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Gregory Downs

Gregory Downs

Associate Professor

One Shields Avenue
History Department
University of California, Davis

Davis , CA 95616
Office Phone: (530) 754-1633


  • Ph.D., University of Pennsylvania
  • M.A., Northwestern University
  • M.F.A., University of Iowa Writer's Workshop
  • B.A., Yale University


Professor Downs studies the political and cultural history of the United States in the 19th and early 20th centuries. Particularly, he investigates the transformative impact of the Civil War in the end of slavery and the establishment of new meanings of freedom.  His first monograph, Declarations of Dependence: The Long Reconstruction of Popular Politics in the South, 1861-1908 was published by University of North Carolina Press in 2011, and examined the wartime creation of fantastic views of government among black and white Americans whose hopes for a state that could deliver them from want helped fashion an eccentric, but powerful post-bellum popular politics rooted in claims of friendship between politicians and the masses.  The book was a Choice Outstanding Academic Title.

Downs's new book, After Appomattox: Military Occupation and the Ends of War examines the immediate period after Confederate surrender as an extension of wartime and through the lens of occupation, as the U.S. Army sought to remake life on the ground through alliances with organized freedpeople and against the ongoing resistance of ex-Confederates.  The book was published in April 2015 by Harvard University Press.  With the support of the University of Georgia and the American Council of Learned Societies, Downs and Scott Nesbit produced an interactive digital history of occupation during Reconstruction, Mapping Occupation.  He also wrote about the occupation and the public memory of Reconstruction in an op-ed for the New York Times.
With Kate Masur, Downs has co-edited a scholarly and a public history volume that seeks to recenter debates about the post-War United States.  Their co-edited scholarly volume, The World the War Made, grew from a conference at Penn State's George and Ann Richards Civil War Center they co-organized.  They previewed some of their arguments about the future direction of Reconstruction and historiography in the Civil War Book Review.

Additionally, Downs and Masur helped the National Parks Service put together a public history handbook on Reconstruction to be sold at National Park Service sites that relate to Reconstruction, as part of an effort to educate parkgoers and other members of the public about the period.  It is forthcoming from Eastern National Publishing in Fall 2015.  They are currently co-writing a National Historic Landmark Theme Study on Reconstruction for the Park Service.  This effort has been highlighted in The Atlantic and the New York Times.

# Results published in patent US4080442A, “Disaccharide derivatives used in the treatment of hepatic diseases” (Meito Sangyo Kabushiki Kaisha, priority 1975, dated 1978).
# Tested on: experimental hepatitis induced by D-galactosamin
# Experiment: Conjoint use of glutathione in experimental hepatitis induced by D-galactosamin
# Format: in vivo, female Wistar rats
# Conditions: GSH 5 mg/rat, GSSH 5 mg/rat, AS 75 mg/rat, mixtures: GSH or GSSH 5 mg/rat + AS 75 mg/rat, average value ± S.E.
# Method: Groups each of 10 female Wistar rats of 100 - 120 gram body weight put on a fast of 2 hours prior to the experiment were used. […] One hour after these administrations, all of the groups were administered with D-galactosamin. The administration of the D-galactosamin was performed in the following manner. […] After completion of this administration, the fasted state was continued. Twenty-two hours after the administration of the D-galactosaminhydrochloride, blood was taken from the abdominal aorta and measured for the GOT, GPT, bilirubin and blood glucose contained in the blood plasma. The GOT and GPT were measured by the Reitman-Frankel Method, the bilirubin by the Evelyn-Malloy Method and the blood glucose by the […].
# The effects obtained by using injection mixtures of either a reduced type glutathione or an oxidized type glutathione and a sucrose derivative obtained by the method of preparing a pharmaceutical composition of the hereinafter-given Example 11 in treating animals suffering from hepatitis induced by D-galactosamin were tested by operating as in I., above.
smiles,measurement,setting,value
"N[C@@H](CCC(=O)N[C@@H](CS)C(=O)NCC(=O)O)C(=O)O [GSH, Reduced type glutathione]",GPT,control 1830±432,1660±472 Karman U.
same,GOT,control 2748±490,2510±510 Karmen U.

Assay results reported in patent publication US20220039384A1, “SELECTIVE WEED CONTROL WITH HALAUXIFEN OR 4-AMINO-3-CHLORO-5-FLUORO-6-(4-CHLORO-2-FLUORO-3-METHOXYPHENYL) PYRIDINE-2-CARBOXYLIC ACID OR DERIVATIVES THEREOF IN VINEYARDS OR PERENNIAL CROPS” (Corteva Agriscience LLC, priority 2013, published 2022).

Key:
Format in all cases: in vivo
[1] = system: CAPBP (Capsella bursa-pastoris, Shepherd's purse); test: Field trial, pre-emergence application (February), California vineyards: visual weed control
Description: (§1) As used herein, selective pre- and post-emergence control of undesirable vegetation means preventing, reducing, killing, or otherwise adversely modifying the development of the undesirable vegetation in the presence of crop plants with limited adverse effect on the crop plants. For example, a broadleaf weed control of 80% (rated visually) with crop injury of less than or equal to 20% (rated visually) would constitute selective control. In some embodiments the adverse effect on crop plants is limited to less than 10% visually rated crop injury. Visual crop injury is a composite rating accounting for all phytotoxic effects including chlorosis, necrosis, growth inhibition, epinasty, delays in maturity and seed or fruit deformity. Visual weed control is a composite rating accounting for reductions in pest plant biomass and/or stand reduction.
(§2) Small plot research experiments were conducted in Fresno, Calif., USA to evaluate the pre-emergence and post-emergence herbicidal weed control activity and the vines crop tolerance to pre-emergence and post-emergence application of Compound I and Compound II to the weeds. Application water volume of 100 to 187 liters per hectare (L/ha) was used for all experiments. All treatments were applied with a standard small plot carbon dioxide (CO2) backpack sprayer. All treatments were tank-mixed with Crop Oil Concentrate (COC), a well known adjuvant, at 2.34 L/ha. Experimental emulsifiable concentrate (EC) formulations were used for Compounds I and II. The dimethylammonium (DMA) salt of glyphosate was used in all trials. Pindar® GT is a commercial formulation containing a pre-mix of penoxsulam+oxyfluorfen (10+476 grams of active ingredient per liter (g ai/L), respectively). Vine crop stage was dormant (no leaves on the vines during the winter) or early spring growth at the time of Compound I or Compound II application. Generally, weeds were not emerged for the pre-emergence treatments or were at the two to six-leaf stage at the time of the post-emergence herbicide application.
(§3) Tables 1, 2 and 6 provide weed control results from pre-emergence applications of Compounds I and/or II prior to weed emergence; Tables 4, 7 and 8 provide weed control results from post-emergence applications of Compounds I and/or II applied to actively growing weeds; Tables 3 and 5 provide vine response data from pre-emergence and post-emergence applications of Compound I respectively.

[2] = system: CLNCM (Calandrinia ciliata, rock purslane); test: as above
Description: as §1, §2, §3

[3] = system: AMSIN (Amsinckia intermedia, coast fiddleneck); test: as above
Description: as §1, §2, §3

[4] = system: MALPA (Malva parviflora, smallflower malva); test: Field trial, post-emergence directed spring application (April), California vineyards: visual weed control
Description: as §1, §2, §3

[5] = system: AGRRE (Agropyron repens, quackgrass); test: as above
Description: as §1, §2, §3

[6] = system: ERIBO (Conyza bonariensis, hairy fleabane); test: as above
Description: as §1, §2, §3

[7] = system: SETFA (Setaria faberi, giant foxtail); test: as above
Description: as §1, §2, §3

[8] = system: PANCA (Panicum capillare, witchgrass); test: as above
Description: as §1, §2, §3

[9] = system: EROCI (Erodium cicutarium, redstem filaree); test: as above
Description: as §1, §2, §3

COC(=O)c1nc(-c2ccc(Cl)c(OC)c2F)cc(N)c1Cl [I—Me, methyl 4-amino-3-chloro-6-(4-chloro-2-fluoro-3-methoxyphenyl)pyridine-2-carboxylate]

Downs is increasingly interested in the relationship between the U.S. Civil War and concurrent crises in Central America and Spain.  His article, "The Mexicanization of American Politics: The United States' Transnational Path from Civil War to Stabilization"appeared in the American Historical Review in 2012.
In 2016 Downs will deliver the Brose Lectures at Penn State University's Richards Civil War Era Center on the U.S. Civil War as part of an international revolutionary wave that ran from Spain and Cuba in the 1850s through the U.S. and Mexico in the late 1850s-1860s and back to Spain and Cuba in the late 1860s/1870s.  By placing the U.S. Civil War in this international context, these lectures will embed the arguments in the United States in broader currents in liberalism, anti-slavery, and republicanism.  The lectures will then be published as a book in the University of North Carolina's Brose Lecture Series.

A recipient of an NEH Award for Faculty, an ACLS Digital Innovation Grant, an NEH Summer Stipend, a Mellon Foundation fellowship, a Josephine DeKarman Fellowship and numerous other grants and fellowships, Downs co-organized Yale University's Gilder Lehrman Center conference on Beyond Freedom: New Directions in Emancipation in November 2011.

He is also interested in the relationship between intellectual history, political history, and race, and his article on social evolution and the growth of Jim Crow White Supremacy, "'University Men,' Social Science, and White Supremacy in North Carolina," was published in the May 2009 issue of the Journal of Southern History. His reviews and review essays have appeared or are forthcoming in Reviews in American HistoryJournal of Southern HistoryInternational Labor and Working Class History, H-South and other venues.   Downs has also published essays and editorials in the New York Times Room for Debate series, New York Times Disunion series, on History News Network, and in the Raleigh News & Observer, and he has been featured in the New York Times, NPR's The Takeaway, NPR's Backstory, The History Channel, the New York Daily News, The Daily, Al-Jazeera America, and C-SPAN, among other outlets. 

Trained at the Iowa Writers Workshop, Downs is also a fiction writer. His first book of short stories, Spit Baths, won the Flannery O’Connor Award and was published in October 2006 by the University of Georgia Press and has been called "masterful," "rich",and "mesmerizing," by the Philadelphia Inquirer, "one of the most entertaining books of short stories in a long time," by the Lexington Herald-Leader, and a "founding myth for a racially integrated South" by the San Francisco Chronicle. For his fiction, Downs was awarded the James Michener/Copernicus Society of America Award from the Iowa Writers' Workshop.